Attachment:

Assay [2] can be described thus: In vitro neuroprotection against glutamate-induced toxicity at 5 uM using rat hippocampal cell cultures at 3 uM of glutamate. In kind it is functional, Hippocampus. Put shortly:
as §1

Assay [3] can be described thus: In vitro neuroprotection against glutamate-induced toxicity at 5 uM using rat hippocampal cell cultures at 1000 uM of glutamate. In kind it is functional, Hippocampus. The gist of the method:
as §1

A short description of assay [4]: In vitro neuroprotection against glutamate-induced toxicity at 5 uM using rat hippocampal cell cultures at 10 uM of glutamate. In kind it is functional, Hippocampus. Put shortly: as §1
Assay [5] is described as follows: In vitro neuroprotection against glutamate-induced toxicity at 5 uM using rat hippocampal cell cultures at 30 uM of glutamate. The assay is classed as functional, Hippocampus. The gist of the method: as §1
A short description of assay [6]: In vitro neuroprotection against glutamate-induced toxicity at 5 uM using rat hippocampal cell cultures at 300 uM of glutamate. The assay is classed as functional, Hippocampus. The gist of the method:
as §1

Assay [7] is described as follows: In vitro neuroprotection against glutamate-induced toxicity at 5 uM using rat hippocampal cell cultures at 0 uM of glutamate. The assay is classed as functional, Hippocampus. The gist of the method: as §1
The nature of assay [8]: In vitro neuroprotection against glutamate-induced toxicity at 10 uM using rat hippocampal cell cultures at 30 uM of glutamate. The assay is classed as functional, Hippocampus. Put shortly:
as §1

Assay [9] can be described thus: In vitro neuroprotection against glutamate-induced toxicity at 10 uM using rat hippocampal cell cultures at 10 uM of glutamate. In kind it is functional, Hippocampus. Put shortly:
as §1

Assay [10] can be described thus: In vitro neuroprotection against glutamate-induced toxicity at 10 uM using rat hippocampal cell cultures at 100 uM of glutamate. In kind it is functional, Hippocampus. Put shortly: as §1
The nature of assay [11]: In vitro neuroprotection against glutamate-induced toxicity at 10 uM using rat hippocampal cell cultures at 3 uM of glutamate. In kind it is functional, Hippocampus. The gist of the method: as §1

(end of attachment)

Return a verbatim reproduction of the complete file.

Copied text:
Assay [2] can be described thus: In vitro neuroprotection against glutamate-induced toxicity at 5 uM using rat hippocampal cell cultures at 3 uM of glutamate. In kind it is functional, Hippocampus. Put shortly:
as §1

Assay [3] can be described thus: In vitro neuroprotection against glutamate-induced toxicity at 5 uM using rat hippocampal cell cultures at 1000 uM of glutamate. In kind it is functional, Hippocampus. The gist of the method:
as §1

A short description of assay [4]: In vitro neuroprotection against glutamate-induced toxicity at 5 uM using rat hippocampal cell cultures at 10 uM of glutamate. In kind it is functional, Hippocampus. Put shortly: as §1
Assay [5] is described as follows: In vitro neuroprotection against glutamate-induced toxicity at 5 uM using rat hippocampal cell cultures at 30 uM of glutamate. The assay is classed as functional, Hippocampus. The gist of the method: as §1
A short description of assay [6]: In vitro neuroprotection against glutamate-induced toxicity at 5 uM using rat hippocampal cell cultures at 300 uM of glutamate. The assay is classed as functional, Hippocampus. The gist of the method:
as §1

Assay [7] is described as follows: In vitro neuroprotection against glutamate-induced toxicity at 5 uM using rat hippocampal cell cultures at 0 uM of glutamate. The assay is classed as functional, Hippocampus. The gist of the method: as §1
The nature of assay [8]: In vitro neuroprotection against glutamate-induced toxicity at 10 uM using rat hippocampal cell cultures at 30 uM of glutamate. The assay is classed as functional, Hippocampus. Put shortly:
as §1

Assay [9] can be described thus: In vitro neuroprotection against glutamate-induced toxicity at 10 uM using rat hippocampal cell cultures at 10 uM of glutamate. In kind it is functional, Hippocampus. Put shortly:
as §1

Assay [10] can be described thus: In vitro neuroprotection against glutamate-induced toxicity at 10 uM using rat hippocampal cell cultures at 100 uM of glutamate. In kind it is functional, Hippocampus. Put shortly: as §1
The nature of assay [11]: In vitro neuroprotection against glutamate-induced toxicity at 10 uM using rat hippocampal cell cultures at 3 uM of glutamate. In kind it is functional, Hippocampus. The gist of the method: as §1